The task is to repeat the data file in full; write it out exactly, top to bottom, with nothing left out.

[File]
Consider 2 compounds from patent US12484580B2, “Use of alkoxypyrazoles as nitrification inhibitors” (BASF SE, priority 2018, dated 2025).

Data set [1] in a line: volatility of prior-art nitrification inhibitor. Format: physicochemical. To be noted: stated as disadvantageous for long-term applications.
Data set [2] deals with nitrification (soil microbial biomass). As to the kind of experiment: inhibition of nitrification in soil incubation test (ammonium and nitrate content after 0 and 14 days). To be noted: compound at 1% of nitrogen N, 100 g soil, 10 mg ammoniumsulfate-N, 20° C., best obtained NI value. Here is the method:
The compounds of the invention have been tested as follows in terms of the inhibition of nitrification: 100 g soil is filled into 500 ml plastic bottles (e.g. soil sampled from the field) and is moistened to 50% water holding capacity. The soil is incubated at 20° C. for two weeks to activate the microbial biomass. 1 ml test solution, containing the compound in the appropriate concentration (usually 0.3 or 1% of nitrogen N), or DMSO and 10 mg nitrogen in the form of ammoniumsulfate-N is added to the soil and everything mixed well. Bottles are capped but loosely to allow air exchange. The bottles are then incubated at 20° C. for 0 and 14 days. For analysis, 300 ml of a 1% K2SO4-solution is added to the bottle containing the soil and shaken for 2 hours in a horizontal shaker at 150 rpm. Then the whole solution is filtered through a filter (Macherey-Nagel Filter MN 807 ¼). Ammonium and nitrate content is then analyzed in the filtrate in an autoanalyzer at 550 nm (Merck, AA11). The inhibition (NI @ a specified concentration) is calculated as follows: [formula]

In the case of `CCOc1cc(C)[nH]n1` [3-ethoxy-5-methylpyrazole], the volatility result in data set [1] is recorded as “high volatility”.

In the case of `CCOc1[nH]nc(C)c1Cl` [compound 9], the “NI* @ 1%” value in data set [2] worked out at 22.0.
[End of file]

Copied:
Consider 2 compounds from patent US12484580B2, “Use of alkoxypyrazoles as nitrification inhibitors” (BASF SE, priority 2018, dated 2025).

Data set [1] in a line: volatility of prior-art nitrification inhibitor. Format: physicochemical. To be noted: stated as disadvantageous for long-term applications.
Data set [2] deals with nitrification (soil microbial biomass). As to the kind of experiment: inhibition of nitrification in soil incubation test (ammonium and nitrate content after 0 and 14 days). To be noted: compound at 1% of nitrogen N, 100 g soil, 10 mg ammoniumsulfate-N, 20° C., best obtained NI value. Here is the method:
The compounds of the invention have been tested as follows in terms of the inhibition of nitrification: 100 g soil is filled into 500 ml plastic bottles (e.g. soil sampled from the field) and is moistened to 50% water holding capacity. The soil is incubated at 20° C. for two weeks to activate the microbial biomass. 1 ml test solution, containing the compound in the appropriate concentration (usually 0.3 or 1% of nitrogen N), or DMSO and 10 mg nitrogen in the form of ammoniumsulfate-N is added to the soil and everything mixed well. Bottles are capped but loosely to allow air exchange. The bottles are then incubated at 20° C. for 0 and 14 days. For analysis, 300 ml of a 1% K2SO4-solution is added to the bottle containing the soil and shaken for 2 hours in a horizontal shaker at 150 rpm. Then the whole solution is filtered through a filter (Macherey-Nagel Filter MN 807 ¼). Ammonium and nitrate content is then analyzed in the filtrate in an autoanalyzer at 550 nm (Merck, AA11). The inhibition (NI @ a specified concentration) is calculated as follows: [formula]

In the case of `CCOc1cc(C)[nH]n1` [3-ethoxy-5-methylpyrazole], the volatility result in data set [1] is recorded as “high volatility”.

In the case of `CCOc1[nH]nc(C)c1Cl` [compound 9], the “NI* @ 1%” value in data set [2] worked out at 22.0.